Consumer Sentiment falls in November
The overall KBC Ireland/ESRI Consumer Sentiment Index decreased to 71.0 in November, from 76.2 in October. The 3-month moving average improved once again from 72.0 to 73.4.
Commenting on the results Kevin Timoney, ESRI, said
•†† †“Consumer Sentiment fell to 71.0 in November from 76.2 in October. Despite this decrease, the 3-month moving average continued to improve to 73.4, the seventh consecutive monthly increase.
•†† †“November’s decrease was mainly due to weaker perceptions of current household finances and the purchasing climate for large durable goods. There was also a deterioration in expectations for household finances next year. In contrast, expectations for an improved labour market were more upbeat than they have been since June 2007.
•†† †“The index of current economic conditions fell sharply from 93.3 in October to 80.2 in November. With forward-looking movements offsetting, the index of consumer expectations was unchanged at 64.8.”
In addition, Austin Hughes, KBC Bank Ireland, noted:
•†† †“The November sentiment survey results may be disappointing but they’re not entirely surprising. The Irish economic recovery now emerging is still tentative and many consumers are severely cash constrained. While they sense the broader economy is improving, that isn’t translating into any immediate easing in the pressures they face. Consequently, when they factored the impact of Budget day measures into their household finances, the sentiment index surrendered some of its recent gains.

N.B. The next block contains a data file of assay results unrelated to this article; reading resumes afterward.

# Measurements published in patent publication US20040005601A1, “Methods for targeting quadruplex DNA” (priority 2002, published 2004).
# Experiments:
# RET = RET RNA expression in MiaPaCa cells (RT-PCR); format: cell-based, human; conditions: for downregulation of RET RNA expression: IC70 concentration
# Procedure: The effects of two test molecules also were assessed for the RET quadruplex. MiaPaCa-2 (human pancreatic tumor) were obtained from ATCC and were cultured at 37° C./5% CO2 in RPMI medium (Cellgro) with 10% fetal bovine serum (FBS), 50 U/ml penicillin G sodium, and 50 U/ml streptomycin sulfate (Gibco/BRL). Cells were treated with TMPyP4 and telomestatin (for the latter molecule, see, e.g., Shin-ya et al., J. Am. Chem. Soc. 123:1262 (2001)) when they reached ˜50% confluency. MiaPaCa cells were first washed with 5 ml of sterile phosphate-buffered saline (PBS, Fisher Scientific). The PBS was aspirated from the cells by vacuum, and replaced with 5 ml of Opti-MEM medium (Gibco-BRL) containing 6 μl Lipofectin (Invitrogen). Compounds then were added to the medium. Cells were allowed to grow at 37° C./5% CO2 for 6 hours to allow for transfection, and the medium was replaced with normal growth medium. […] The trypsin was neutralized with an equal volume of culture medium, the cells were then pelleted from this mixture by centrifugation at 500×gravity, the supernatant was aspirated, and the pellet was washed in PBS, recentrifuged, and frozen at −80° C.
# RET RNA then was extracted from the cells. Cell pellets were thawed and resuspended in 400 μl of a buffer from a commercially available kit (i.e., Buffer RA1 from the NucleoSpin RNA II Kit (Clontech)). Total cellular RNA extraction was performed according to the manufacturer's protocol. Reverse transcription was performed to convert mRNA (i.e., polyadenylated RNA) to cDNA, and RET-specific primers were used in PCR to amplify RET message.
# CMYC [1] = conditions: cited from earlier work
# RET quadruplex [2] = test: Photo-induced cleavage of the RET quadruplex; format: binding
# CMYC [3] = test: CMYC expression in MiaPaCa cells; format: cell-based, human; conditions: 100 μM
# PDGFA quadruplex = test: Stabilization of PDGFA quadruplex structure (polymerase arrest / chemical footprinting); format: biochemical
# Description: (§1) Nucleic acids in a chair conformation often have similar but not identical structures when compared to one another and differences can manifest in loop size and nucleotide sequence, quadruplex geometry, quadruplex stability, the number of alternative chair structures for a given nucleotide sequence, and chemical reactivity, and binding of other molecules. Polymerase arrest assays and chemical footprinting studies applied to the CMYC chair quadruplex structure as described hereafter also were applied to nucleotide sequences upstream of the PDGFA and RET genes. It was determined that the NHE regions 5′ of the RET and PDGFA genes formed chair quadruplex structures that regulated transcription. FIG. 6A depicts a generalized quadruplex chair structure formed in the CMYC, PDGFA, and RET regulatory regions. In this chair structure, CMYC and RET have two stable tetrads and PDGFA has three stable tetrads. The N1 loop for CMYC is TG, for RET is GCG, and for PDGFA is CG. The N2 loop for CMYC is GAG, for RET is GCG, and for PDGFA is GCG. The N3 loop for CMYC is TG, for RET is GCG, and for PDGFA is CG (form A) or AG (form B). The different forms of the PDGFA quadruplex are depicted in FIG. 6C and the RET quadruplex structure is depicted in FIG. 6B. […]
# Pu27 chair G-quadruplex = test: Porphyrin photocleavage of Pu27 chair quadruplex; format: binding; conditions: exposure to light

•†† †“If consumers lack any clear source of a ‘feelgood’ factor at present, they are still signaling a clear easing in ’feelbad‘ at least as far as the broad Irish economy is concerned. The turn in the jobs market that consumers are sensing matches the evidence of recent official data. The fact that the November survey reports more consumers seeing unemployment falling than rising for the first time in nine years points in a positive direction but it also underlines how difficult conditions have been in recent years.”